Cancelled Opel deal – a slap in the face for Germany
The deal, only finalized in September, was reversed following a six-hour board meeting on Tuesday night. This, according to some, poses more questions than it answers.“Now, the dangers really are what happens next,” said Howard Wheeldon, senior strategist at BGC Partners.
“GM clearly needs funding for its European operations, it can’t fund them from the US and this problem is, in a sense, heightened rather than weakened. Whatever occurs, GM needs additional funding to do that, whether it takes out jobs, whether it takes out costs – it needs government help,” he added.
Reaction from interested parties has been unequivocal, with Prime Minister Putin expressing surprise, and announcing his office will look into the legality of the move. Russia would have inherited much-needed technology and experience to rejuvenate its own ailing motor industry from this deal.
Germany Chancellor Angela Merkel has called GM’s cancellation “totally unacceptable”. The country has demanded repayment of a 2.2 billion dollar bridging loan from the German taxpayer. The money was controversial, in that it was meant to safeguard German jobs if the sale went through. Workers in Germany are protesting the decision.
According to Matthew DeBord, an auto industry journalist, the deal has caused much more of a blow to Germany than to Russia:
“It’s definitely something of a slap in the face to Germany,” he told RT.
What’s brought instability in Germany, however, has brought relief in the UK. Although jobs will still be lost, British unions are more confident about keeping both of Britain’s GM plants.
“We feel it’s a better deal for us. It can possibly secure more UK jobs than the magna deal would have done,” Paul Geary, a union representative for General Motors said.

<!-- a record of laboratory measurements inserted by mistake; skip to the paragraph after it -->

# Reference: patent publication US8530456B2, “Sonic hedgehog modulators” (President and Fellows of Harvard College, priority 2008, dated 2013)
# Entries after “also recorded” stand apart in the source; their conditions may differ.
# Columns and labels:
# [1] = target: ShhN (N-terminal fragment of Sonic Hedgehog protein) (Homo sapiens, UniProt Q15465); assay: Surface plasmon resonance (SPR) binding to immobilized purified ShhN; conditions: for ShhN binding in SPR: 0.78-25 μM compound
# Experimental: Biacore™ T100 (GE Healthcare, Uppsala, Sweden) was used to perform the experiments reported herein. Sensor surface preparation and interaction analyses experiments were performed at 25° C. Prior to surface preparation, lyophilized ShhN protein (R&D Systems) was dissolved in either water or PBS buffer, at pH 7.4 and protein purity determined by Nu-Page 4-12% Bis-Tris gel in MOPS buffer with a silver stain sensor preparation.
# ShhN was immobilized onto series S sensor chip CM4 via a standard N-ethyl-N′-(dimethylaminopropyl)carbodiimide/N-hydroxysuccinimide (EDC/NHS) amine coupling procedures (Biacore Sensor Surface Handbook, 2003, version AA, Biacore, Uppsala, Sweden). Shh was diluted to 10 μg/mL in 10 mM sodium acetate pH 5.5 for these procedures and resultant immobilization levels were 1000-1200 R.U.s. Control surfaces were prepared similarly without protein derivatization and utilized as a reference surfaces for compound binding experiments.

“It’s nice that we will stay under the GM umbrella with people who we know, who we have worked with closely in the past and hopefully we’ll work closely with them again,” he asserted.
But not everyone sees the turnaround in such a positive light. Partick Fullick, founder and president of “Science Connections”, is among those with such an opinion:
“The significant thing is that it means that there is much less money available for Opel to invest,” he explained.
“That is going to have a significant effect on jobs in Opel companies, both in the UK and in Europe, so I think it’s bad news” he added.
In a statement, Business Secretary Lord Mandelson said the UK government would offer its support for an appropriate deal. Mandelson’s European counterparts are likely to follow suit if GM can come up with a plan that redistributes job cuts more evenly all over Europe. And those job cuts currently look like the only certainty.
At GM’s plant in Luton, the news that the sale to Magna and Sberbank won’t go ahead has been greeted warmly, unlike in Germany. But the future of this plant is by no means clear. GM will now restructure its European business, and some experts say this plant will close within 2 years, putting 14 000 livelihoods in jeopardy.